Shell 14 (or fins incorporated in or affixed thereto) may also comprise one or more coatings. In one exemplary embodiment, a coating may be applied comprising a material that has a high spectral emissivity in the infrared and a low total absorptivity for the spectrum of light in which the helmet is designed to operate. In one such exemplary embodiment, a coating that reflects sunlight and radiates infrared (e.g, aluminized Kapton) may be incorporated in shell 14 to provide a high-visibility helmet when desired (e.g, for application in firefighting, construction workers, mountain climbers). In another exemplary embodiment, a coating may be applied to shell 14 to reduce optical visibility (e.g., for military applications). In yet another exemplary embodiment, a coating may be applied to shell 14 that reduces visibility in the visible spectrum while increasing visibility in another electromagnetic spectra (e.g., reflective within a range of the microwave spectrum).

Intermediary layer 16 has an inner surface 24 and an outer surface 26, and a plurality of passageways 28 extending therebetween. The plurality of passageways 28 may extend slightly beyond the outer surface 26, forming one or more condensation dams 30. Although all of the passageways 28 are depicted as being co-planar in the cross section of helmet 10 shown in FIG. 1, passageways 28 will be distributed throughout the intermediary layer 16 in an appropriate fashion depending upon the intended use and design parameters of the heat-pipe element.

Intermediary layer 16 may include any material exhibiting desirable insulative properties. In one embodiment, intermediary layer 16 may include a foam material, e.g., polystyrene foam (e.g., Styrofoam), polymethacrylimide foam (e.g., Rohacell), or metal foam. In another embodiment, layer 16 may include an actuated material, such as a shape memory polymer (SMP) or shape memory alloy (SMA). In yet another embodiment, intermediary layer 16 may include a thin-walled metal shell. In one embodiment, the thin-walled metal shell may contain a gas. In another embodiment, the thin-walled shell may be evacuated to exhibit properties similar to those in a vacuum-canister, e.g., a “Thermos-type”container. Intermediary layer 16 also may be coated with a hydrophobic material.

Wick 18 may be made of any material suitable for absorbing heat exchange fluid 20. In one embodiment, wick 18 includes a fibrous material. In another embodiment, wick 18 includes an open-cell foam. In one example embodiment of helmet 10, wick 18 includes an open-cell foam with sufficiently small pores to permit the working fluid to be wicked to the top of the helmet. In yet another example embodiment of helmet 10, wick 18 is incorporated within a support structure (not shown) that holds or maintains helmet 10 about the wearer's head (e.g., the webbing of a military helmet).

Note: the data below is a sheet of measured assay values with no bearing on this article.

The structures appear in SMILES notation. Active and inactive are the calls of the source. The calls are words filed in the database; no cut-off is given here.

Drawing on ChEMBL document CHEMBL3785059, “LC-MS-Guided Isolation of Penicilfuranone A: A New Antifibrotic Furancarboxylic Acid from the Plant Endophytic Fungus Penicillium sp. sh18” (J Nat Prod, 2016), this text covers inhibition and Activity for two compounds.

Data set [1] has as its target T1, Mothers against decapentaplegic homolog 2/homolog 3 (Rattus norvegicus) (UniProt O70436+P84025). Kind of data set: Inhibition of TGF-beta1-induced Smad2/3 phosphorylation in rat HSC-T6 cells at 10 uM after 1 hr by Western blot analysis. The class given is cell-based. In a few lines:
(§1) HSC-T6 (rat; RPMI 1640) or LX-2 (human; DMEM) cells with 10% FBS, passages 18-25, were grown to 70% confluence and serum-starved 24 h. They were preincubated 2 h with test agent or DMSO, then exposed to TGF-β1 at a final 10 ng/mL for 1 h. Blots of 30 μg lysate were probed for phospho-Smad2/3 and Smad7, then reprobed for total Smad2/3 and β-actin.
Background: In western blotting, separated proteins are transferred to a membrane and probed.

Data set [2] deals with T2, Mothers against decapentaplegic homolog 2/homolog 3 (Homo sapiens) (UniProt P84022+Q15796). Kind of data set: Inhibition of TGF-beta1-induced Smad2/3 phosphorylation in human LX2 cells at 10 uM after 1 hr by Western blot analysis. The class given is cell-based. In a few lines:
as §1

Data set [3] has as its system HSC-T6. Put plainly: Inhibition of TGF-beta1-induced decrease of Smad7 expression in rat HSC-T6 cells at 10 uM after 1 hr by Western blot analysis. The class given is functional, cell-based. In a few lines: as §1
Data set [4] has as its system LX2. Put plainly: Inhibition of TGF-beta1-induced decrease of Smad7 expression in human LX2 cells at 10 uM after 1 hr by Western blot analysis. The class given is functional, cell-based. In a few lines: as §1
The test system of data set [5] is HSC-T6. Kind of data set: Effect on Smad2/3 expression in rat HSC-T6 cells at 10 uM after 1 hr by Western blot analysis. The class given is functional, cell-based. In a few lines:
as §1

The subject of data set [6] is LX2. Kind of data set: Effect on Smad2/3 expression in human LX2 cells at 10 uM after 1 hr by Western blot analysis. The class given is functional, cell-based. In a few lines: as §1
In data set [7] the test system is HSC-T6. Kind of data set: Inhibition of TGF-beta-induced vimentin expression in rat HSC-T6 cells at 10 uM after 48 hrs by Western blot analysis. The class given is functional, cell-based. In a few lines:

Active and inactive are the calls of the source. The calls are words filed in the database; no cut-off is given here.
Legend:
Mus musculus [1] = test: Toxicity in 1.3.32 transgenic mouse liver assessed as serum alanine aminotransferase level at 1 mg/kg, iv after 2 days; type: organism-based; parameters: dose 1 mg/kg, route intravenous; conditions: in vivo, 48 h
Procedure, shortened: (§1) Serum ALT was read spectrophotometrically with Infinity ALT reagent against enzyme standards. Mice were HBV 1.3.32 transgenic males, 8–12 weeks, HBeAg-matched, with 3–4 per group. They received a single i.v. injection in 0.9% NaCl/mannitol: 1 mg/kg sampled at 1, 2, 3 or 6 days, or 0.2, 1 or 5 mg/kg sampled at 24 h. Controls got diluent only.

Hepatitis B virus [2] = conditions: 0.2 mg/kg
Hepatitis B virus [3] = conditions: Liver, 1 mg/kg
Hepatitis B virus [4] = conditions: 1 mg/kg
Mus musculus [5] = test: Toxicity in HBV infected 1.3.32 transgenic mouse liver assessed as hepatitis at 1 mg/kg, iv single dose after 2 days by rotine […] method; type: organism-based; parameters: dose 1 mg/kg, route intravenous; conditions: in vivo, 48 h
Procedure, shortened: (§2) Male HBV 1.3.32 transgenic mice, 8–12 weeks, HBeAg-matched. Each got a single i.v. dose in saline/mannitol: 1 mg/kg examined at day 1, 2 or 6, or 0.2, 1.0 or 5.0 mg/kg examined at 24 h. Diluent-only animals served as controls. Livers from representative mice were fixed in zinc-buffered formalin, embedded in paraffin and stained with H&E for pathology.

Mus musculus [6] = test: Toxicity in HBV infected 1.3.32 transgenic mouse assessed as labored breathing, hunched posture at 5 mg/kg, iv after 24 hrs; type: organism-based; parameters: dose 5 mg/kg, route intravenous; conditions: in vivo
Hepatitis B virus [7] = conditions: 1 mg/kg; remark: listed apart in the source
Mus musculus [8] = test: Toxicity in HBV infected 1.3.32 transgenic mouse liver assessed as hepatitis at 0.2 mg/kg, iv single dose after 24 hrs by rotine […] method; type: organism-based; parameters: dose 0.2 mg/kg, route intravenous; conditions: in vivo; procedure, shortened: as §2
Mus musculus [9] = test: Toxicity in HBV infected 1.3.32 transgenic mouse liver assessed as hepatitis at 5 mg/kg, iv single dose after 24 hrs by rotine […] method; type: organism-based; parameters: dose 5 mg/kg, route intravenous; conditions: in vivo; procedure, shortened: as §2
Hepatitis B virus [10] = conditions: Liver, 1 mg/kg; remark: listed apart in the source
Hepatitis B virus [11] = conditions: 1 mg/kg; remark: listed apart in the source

Heat exchange fluid 20 may be any suitable fluid, e.g., a fluid with appropriate phase change properties or appropriate thermal properties. In one embodiment, fluid may include some form of alcohol, such as a high molecular weight alcohol, e.g., ethanol. In another embodiment, fluid 20 may include water. In still another embodiment, fluid 20 may include glycol. In yet another embodiment, fluid 20 may include one or more freons. In still another embodiment, fluid 20 may include one or more fluorinerts.

Referring now to FIGS. 1 and 2, an embodiment of helmet 10 is depicted, along with details regarding the operation of the heat exchange circuit. Heat exchange fluid 20 may originate in a lower portion of cavity 22 that forms fluid well 34, into which wick 18 may extend. Either a portion or all of fluid 20 may be absorbed into wick 18. Body heat from the wearer's head, indicated by arrows 36 may pass through inner lining 12 and may be absorbed by fluid 20. Heat absorption into fluid 20 may cause fluid 20 to undergo either a partial or total phase change from a liquid phase to a gaseous phase. The gaseous and/or heated liquid portions of fluid 20 may flow through the plurality of passageways 28.

Upon contact with the shell 14 or outer surface 26 of intermediary layer 16, some or all of the gaseous portion of fluid 40 may condense into a liquid phase. Some fluid may also condense on the outer surface 26 of intermediary layer 16. Heat is transferred away from shell 14 as depicted by arrows 40. Whether or not condensation dams 30 are present, some or all of fluid 20 may be prevented from traveling back through the passageways 28. However, if condensation dams 30 are present, a greater amount of fluid 20 may be prevented from traveling through passageways 28. Thus, some or all of condensed portion of fluid 20 may return to fluid well 34, e.g., via condensation paths 38 and 39. In one embodiment, intermediary layer 16 may be coated with a hydrophobic coating to enhance the movement to fluid 20 toward fluid well 34.

Thus, according to the above-described embodiment of the invention, a helmet 10 is provided that may lessen the need to remove and replace the helmet from the wearer's head due to varying environmental conditions or activity levels of the wearer. In addition, the closed heat exchange circuit may require less maintenance or less frequent refilling of the heat exchange fluid 20.